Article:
Monthly Archives: July 2010

Speed Cameras: A Muddled Debate

The press this weekend has been full of coverage of news that the government intends to slash spending on speed cameras.  This has predictably spawned gigabytes of commentary in the forums and the blogosphere – take a look at this post and follow-up comments at Iain Dale to get a feel for the way any ‘debate’ on the topic typically goes.

It strikes me that in these arguments two fundamentally different questions always get muddled up leaving folk debating at slightly cross-purposes.  The different questions are:

  • In striking the balance between safety and the freedom for drivers to exercise judgement are current speed limits appropriate – or too arbitrary?
  • Are speed cameras then the best way of enforcing whatever the proper limits should be?

My opinion of the first one is that the blanket assumption that 30 is OK on residential roads is misguided. I personally support the increase in 20mph zones in residential areas that we’ve seen in the last few years and would be happy to see even more.  Where I live there are many narrow residential streets where people double-park leaving only enough room for one car to drive down the middle and little chance to see a child stepping out to cross – yet people bomb down, quite legally – though to my mind criminally negligently – at 30.  The exact opposite applies on motorways where 70 does seem an over-cautious limit (except in those areas where congestion is prevalent). The 70 limit was decided to be a safe speed over 60 years ago.  With the increase in breaking technology and car safety equipment over those decades there is a compelling case that the motorway speed limit could be raised.   There is also a good case for many city arterial roads and dual carriageways to have their limits raised above the current 30 or 40.  Common sense could be applied.  I sense that most people raging against speed cameras are really raging against the level at which speed limits have been set.

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As to whether speed cameras are then a good way of enforcing sensible speed limits my answer would be that if deployed properly yes they are.  Strategically placed they can and do save lives.  However, when “over-deployed” or put in places where there is no obvious safety issue they actually detract from getting people to think about their speed intelligently and adjusting their driving accordingly.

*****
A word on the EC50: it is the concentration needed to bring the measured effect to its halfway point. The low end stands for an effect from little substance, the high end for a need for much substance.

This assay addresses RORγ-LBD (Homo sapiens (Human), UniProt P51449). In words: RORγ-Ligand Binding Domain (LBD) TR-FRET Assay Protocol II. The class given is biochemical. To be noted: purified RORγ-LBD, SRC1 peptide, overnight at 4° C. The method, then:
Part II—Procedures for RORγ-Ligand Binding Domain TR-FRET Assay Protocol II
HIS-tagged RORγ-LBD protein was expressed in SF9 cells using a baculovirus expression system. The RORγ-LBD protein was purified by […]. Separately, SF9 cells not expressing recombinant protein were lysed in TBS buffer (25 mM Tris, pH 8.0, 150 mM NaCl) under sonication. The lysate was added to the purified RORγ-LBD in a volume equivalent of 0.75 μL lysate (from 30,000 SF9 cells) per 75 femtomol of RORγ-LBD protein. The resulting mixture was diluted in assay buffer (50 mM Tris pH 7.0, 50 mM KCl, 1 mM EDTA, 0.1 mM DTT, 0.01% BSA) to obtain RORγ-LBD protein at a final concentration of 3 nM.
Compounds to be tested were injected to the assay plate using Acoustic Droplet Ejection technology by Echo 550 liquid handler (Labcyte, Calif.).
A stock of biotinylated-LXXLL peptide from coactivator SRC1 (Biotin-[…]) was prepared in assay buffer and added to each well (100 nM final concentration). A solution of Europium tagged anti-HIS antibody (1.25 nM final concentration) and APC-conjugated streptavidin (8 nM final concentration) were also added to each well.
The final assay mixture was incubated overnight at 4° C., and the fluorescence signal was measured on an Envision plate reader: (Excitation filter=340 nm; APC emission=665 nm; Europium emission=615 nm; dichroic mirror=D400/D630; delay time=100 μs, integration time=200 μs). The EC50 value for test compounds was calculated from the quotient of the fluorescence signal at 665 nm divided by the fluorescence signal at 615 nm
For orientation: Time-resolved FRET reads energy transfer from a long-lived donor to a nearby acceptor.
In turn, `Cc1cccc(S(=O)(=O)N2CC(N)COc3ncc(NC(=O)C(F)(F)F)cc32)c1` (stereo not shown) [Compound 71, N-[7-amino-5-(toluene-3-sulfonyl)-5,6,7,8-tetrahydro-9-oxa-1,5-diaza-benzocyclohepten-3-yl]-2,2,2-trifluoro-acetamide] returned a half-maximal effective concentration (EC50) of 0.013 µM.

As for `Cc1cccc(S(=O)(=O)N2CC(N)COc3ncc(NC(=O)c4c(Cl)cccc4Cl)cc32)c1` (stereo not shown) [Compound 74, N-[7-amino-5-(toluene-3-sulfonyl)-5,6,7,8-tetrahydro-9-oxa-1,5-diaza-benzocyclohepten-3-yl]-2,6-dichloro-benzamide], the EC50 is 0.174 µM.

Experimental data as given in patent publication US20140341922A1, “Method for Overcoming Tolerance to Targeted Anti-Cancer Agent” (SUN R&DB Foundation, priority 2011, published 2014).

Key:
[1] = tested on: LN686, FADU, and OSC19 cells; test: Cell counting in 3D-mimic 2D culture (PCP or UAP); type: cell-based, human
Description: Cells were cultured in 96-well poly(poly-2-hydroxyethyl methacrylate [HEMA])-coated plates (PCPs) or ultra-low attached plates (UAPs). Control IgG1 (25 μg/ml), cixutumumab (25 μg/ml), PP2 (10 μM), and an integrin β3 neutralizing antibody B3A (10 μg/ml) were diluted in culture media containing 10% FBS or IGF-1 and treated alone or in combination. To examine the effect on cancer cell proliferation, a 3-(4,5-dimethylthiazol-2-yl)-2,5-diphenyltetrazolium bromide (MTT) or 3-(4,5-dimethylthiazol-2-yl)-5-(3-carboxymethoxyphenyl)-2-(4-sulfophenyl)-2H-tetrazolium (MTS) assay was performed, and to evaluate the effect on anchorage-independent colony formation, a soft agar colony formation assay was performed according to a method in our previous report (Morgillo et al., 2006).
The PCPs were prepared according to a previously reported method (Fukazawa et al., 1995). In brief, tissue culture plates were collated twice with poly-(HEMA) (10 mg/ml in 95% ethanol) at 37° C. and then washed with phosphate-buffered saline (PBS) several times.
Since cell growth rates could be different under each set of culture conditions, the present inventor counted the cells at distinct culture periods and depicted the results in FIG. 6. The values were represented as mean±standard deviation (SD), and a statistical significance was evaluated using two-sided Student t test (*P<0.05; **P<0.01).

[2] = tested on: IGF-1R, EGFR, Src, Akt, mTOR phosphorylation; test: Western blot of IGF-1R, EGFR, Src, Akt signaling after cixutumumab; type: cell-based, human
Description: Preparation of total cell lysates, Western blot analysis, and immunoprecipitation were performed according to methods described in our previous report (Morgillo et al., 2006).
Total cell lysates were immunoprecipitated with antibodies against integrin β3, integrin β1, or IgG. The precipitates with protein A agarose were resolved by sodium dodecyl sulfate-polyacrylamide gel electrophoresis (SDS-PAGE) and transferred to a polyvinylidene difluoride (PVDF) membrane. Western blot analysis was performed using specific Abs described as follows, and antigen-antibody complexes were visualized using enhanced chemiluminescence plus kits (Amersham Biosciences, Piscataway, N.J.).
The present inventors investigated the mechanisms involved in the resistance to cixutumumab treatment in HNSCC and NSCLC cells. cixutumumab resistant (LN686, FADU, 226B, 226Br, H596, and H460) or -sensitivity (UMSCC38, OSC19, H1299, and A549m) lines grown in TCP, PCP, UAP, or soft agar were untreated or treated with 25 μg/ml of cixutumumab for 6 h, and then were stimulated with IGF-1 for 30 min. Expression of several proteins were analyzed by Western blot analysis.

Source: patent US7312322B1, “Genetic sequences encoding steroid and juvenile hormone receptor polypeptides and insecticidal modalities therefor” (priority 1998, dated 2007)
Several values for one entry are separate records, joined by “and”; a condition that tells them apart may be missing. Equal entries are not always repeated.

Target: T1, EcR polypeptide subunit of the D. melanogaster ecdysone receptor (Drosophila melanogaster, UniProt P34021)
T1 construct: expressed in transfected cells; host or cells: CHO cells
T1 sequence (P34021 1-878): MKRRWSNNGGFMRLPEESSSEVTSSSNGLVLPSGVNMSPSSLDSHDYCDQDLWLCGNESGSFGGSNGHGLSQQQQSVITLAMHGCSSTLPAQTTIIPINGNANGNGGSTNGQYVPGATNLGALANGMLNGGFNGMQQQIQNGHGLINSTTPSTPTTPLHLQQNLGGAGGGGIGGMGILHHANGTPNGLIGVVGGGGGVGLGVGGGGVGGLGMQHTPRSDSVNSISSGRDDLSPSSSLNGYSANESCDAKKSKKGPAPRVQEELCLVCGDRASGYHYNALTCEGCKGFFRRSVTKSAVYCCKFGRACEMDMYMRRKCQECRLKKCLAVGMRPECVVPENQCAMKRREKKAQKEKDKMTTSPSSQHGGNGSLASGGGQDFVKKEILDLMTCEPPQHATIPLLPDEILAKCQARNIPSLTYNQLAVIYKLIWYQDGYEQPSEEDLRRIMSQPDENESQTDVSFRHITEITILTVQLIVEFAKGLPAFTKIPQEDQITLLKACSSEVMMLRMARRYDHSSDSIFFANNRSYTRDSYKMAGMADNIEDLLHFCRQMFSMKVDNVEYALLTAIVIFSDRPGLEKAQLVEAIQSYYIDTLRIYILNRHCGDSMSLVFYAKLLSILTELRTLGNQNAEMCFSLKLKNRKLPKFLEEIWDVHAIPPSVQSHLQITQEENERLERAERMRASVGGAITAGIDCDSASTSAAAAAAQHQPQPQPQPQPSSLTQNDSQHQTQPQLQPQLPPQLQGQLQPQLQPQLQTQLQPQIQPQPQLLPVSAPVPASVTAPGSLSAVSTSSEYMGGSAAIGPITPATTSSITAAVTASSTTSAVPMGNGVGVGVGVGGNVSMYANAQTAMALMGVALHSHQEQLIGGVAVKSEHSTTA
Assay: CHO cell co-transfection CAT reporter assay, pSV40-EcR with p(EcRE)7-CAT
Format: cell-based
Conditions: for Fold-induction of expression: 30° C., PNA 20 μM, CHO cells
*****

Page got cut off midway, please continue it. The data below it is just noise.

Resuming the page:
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As someone whose life has been blighted twice by the crushing, overwhelming loss of an immediate family member in a motor accident I need no lectures on road safety – I am always guarded against those who bleat about speeding tickets.  However, I do think there is a strong case for putting more thought into getting the right speed limit for the right road,  something to my mind the authorities have failed to do – presumably to ‘keep things simple’.  Get this right and I suspect speed cameras would have far more support.

One other quick point, there is a curious anomaly in this whole story – the popular wisdom is that speed cameras are “cash cows” yet the premise of the announcement suggests cameras need ‘funding’.  If that is true they must not be self-sufficient, never mind profit generators. I’m trying to get my head around that. Something doesn’t stack up.

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Gove’s Nightmare Week – A Lesson For The Coming Months

Michael Gove had, to put it mildly, an uncomfortable week.  I can understand the frustration and rage that schools in Sandwell must have felt thinking  their new build project had a green light to find out the next day they did not.  Over the past three years I have grown used to such emotions as either the Government or the LEA decide they are going to do one thing for the future of the School where I am Chair of Governors, announce it to the press, and then change their minds.  It’s not fair on staff, teachers, parents or pupils.   I had hoped that such cock-ups would end with the new Government, but the week’s events show they have not.  This was an open goal for Gove’s many naysayers and so in school report terms he ‘must do better’.